Okay, I’ve stalled long enough. I’ll give you one title: The Color Purple. Don’t ask me about why I picked that title a minute from now because I would likely give you a different title as the most appealing novel that I’ve ever read, and another title, and another title, and …………………….

Take care and I hope that you appreciate Rarity from the Hollow.   

About "Rarity From The Hollow"
 Rarity from the Hollow is adult literary science fiction filled with tragedy, comedy and satire. The content addresses social issues. It’s a children’s story for adults, not for the prudish, fainthearted or easily offended. 

Lacy Dawn occupies the body of an eleven year old and sounds like one, but she has evolved under the supervision of Universal Management for hundreds of thousand of years. She is not a typical little girl, and if you think of her as such, you may be shocked.

She lives in a hollow with her worn-out mom, her Iraq War disabled dad, and her mutt Brownie, a dog who’s becoming very skilled at laying fiber optic cable. Lacy Dawn’s android boyfriend, for when she’s old enough to have one, has come to the hollow with a mission. He was sent by the Manager of the Mall on planet Shptiludrp (Shop ’till You Drop) to recruit Lacy Dawn to save the universe from an imminent threat to its economic structure. In exchange, Earth would be designated as a planet that is eligible for continued existence – granted immunity. Will Lacy Dawn’s magic enables her to save the universe, Earth, and, most importantly, her own family?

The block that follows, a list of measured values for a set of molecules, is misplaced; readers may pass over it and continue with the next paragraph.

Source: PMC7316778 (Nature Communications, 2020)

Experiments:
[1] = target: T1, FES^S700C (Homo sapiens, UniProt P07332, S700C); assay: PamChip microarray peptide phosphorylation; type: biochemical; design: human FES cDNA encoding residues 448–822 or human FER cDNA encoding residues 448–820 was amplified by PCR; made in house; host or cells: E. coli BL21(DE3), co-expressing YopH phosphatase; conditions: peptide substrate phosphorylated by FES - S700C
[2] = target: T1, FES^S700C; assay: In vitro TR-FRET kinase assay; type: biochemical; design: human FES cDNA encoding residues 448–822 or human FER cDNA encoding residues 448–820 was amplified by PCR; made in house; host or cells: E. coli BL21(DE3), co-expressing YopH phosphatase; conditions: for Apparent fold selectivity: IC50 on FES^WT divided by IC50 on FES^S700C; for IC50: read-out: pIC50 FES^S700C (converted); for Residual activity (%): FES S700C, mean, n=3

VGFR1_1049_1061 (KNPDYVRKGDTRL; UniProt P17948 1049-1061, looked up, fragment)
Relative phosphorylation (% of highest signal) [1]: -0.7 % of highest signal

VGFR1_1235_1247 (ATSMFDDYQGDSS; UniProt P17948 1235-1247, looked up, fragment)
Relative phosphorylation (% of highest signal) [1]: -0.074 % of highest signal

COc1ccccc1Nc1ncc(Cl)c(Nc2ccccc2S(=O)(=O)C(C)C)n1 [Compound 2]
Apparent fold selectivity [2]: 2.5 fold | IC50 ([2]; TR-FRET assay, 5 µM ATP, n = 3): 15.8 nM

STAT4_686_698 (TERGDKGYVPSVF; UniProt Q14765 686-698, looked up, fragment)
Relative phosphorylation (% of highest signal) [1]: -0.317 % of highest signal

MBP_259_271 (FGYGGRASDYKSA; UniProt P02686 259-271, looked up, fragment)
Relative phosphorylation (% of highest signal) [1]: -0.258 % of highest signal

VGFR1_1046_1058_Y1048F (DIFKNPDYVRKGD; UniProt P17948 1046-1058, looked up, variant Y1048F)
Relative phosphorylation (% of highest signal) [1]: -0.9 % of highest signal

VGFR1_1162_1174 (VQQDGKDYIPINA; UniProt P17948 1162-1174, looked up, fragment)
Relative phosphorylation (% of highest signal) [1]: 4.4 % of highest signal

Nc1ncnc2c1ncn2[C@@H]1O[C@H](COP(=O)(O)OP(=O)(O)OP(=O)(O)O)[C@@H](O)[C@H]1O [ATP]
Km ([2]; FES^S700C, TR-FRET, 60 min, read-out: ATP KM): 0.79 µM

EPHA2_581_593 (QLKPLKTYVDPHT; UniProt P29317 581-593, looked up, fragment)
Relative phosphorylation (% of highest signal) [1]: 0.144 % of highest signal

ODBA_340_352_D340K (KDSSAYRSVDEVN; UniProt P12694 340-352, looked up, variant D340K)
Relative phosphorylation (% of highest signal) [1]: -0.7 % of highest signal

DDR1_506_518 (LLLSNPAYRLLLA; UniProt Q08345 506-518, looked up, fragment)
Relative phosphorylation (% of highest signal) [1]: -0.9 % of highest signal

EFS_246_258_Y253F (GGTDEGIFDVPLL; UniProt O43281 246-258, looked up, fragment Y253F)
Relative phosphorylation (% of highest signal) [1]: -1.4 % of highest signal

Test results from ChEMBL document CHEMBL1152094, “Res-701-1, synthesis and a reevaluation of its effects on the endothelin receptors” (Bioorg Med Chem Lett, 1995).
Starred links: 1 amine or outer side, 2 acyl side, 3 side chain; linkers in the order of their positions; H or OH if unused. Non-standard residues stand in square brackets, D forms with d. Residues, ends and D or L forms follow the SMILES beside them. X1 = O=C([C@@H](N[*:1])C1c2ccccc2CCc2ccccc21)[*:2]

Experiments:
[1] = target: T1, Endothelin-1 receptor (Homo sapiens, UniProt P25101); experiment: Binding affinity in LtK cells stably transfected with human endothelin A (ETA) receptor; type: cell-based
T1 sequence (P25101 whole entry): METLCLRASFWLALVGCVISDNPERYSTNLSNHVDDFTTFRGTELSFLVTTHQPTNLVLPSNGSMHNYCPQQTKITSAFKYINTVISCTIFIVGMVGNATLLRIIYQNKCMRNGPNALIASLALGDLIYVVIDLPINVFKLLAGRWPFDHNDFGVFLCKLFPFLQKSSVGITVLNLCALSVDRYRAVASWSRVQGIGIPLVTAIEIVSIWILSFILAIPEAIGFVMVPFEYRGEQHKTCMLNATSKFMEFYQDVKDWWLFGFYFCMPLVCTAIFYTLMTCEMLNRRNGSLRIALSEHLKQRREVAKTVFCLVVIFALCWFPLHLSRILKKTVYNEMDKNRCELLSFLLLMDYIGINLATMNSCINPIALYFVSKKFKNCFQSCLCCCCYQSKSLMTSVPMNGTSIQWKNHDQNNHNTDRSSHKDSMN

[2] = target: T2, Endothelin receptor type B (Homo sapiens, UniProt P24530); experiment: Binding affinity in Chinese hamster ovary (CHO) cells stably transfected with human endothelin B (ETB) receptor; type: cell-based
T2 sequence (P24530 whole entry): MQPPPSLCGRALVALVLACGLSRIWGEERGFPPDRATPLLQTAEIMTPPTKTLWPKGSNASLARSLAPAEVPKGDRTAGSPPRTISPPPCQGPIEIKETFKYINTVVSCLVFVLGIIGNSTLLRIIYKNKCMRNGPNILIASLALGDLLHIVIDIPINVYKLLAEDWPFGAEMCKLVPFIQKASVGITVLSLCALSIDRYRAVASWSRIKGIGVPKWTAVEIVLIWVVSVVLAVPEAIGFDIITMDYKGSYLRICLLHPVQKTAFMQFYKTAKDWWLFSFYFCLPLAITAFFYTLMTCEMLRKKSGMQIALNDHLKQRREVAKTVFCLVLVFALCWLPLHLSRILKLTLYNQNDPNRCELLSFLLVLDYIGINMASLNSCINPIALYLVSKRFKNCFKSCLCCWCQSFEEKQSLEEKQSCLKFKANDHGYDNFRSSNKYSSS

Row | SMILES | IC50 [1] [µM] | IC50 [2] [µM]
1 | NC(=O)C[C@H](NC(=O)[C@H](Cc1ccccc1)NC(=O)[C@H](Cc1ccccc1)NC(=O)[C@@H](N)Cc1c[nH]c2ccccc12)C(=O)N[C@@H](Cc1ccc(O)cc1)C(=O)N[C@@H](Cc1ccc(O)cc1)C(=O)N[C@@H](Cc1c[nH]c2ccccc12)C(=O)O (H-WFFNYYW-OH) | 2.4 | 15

About the Author

Robert Eggleton has served as a children's advocate in an impoverished state for over forty years. He is best known for his investigative reports about children’s programs, most of which were published by the West Virginia Supreme Court where he worked from 1982 through 1997, and which also included publication of models of serving disadvantaged and homeless children in the community instead of in large institutions, research into foster care drift involving children bouncing from one home to the next -- never finding a permanent loving family, and statistical reports on the occurrence and correlates of child abuse and delinquency. Today, he is a recently retired children's psychotherapist from the mental health center in Charleston, West Virginia, where he specialized in helping victims cope with and overcome physical and sexual abuse, and other mental health concerns. Rarity from the Hollow is his debut novel and its release followed publication of three short Lacy Dawn Adventures in magazines: Wingspan Quarterly, Beyond Centauri, and Atomjack Science Fiction. Author proceeds have been donated to a child abuse prevention program operated by Children’s Home Society of West Virginia. Robert continues to write fiction with new adventures based on a protagonist that is a composite character of children that he met when delivering group therapy services. The overall theme of his stories remains victimization to empowerment.